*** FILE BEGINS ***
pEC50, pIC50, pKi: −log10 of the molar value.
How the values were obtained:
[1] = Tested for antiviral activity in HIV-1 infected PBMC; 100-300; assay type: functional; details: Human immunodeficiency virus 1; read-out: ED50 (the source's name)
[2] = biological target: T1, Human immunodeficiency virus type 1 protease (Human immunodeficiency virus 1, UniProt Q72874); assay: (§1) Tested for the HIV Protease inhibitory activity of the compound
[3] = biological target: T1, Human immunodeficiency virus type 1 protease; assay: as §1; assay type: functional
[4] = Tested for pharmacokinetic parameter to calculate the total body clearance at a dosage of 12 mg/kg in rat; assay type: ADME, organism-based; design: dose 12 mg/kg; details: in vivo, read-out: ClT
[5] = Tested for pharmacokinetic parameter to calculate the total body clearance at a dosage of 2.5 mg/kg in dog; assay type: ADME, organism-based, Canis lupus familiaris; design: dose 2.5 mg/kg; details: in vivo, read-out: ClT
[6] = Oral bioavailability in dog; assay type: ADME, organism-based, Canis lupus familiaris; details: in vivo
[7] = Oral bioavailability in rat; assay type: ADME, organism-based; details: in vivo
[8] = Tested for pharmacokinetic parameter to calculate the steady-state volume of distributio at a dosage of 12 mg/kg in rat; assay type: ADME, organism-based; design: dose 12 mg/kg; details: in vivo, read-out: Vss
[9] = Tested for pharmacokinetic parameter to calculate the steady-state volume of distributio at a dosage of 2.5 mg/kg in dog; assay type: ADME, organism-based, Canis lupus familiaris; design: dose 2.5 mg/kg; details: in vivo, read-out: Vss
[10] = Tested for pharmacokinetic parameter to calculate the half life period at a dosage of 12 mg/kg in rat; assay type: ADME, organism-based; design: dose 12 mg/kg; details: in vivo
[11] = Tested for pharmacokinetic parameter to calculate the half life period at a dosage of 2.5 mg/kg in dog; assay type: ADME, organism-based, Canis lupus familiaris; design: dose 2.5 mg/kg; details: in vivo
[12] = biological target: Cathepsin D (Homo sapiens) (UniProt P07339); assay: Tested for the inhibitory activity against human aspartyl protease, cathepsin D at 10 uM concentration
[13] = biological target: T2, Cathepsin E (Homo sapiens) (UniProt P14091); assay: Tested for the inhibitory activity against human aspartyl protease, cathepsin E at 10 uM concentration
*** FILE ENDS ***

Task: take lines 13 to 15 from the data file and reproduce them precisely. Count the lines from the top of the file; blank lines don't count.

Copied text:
[11] = Tested for pharmacokinetic parameter to calculate the half life period at a dosage of 2.5 mg/kg in dog; assay type: ADME, organism-based, Canis lupus familiaris; design: dose 2.5 mg/kg; details: in vivo
[12] = biological target: Cathepsin D (Homo sapiens) (UniProt P07339); assay: Tested for the inhibitory activity against human aspartyl protease, cathepsin D at 10 uM concentration
[13] = biological target: T2, Cathepsin E (Homo sapiens) (UniProt P14091); assay: Tested for the inhibitory activity against human aspartyl protease, cathepsin E at 10 uM concentration